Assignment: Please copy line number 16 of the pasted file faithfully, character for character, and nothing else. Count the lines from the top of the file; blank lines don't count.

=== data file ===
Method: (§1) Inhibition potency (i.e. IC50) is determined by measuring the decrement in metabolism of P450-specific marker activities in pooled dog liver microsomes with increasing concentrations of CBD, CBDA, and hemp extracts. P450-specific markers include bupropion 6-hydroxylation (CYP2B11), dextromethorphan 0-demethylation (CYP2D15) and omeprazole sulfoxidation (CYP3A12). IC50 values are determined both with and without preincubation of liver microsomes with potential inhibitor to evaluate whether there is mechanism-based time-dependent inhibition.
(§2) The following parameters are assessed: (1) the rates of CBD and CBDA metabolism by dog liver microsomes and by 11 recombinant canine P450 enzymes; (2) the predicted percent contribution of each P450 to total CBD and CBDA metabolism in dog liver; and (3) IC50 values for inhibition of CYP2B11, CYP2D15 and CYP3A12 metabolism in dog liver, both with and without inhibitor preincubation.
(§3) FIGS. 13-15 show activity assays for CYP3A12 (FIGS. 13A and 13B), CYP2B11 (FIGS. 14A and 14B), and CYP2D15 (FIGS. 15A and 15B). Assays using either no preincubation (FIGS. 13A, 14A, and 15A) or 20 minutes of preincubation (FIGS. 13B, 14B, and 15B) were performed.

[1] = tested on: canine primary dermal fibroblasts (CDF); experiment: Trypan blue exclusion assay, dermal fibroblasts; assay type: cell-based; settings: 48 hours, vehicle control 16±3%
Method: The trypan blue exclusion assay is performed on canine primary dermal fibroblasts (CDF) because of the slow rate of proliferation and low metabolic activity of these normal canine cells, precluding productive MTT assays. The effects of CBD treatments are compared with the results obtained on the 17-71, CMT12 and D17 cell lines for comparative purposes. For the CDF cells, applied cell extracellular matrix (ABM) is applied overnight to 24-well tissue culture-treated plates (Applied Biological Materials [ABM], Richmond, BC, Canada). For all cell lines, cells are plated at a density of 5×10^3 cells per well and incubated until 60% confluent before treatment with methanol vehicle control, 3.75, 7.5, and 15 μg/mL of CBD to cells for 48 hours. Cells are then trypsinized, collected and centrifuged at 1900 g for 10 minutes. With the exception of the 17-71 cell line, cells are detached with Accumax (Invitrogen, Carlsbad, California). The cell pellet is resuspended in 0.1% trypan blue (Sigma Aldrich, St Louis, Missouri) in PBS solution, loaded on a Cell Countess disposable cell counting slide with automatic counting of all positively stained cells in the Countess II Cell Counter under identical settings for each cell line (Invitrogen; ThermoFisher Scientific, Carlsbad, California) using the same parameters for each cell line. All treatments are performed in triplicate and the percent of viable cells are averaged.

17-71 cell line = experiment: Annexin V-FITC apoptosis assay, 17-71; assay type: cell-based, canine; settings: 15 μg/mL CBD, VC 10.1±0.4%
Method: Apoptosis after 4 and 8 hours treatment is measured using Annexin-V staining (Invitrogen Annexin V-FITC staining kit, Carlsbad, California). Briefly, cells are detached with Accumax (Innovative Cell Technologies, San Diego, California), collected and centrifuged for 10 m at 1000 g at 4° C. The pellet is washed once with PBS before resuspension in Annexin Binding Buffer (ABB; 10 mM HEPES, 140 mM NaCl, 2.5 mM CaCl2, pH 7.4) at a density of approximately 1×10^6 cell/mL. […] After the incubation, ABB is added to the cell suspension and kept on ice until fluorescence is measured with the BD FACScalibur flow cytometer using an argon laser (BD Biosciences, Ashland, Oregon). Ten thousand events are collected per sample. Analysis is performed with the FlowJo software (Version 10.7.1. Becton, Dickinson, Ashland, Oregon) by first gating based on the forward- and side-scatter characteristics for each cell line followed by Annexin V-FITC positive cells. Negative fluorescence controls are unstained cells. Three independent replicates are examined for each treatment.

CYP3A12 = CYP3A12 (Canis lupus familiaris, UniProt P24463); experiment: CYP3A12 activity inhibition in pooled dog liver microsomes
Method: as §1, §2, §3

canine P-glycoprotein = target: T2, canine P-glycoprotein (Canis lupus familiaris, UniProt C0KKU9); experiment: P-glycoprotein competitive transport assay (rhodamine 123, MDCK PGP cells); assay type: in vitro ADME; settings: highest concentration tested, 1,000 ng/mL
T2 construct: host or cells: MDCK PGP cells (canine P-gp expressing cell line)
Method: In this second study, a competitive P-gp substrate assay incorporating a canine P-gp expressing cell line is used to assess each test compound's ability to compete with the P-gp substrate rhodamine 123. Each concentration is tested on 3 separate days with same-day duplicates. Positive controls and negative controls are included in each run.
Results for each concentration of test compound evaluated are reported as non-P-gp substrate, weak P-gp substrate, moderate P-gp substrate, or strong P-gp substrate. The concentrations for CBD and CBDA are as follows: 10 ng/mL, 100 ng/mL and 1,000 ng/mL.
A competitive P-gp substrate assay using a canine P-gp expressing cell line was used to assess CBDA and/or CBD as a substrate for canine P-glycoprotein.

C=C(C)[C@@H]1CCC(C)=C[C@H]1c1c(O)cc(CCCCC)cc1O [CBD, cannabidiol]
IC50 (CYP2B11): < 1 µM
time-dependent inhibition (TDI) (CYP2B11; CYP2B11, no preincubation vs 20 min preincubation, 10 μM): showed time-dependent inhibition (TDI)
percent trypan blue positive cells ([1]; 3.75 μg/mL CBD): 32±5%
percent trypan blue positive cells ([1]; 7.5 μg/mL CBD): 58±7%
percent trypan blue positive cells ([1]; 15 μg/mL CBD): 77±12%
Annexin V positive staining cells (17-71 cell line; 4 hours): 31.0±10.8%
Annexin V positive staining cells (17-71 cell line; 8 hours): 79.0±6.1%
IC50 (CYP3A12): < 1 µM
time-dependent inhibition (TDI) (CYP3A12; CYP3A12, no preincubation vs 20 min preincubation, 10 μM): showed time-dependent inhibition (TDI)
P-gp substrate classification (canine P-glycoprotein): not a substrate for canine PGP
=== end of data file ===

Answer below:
IC50 (CYP2B11): < 1 µM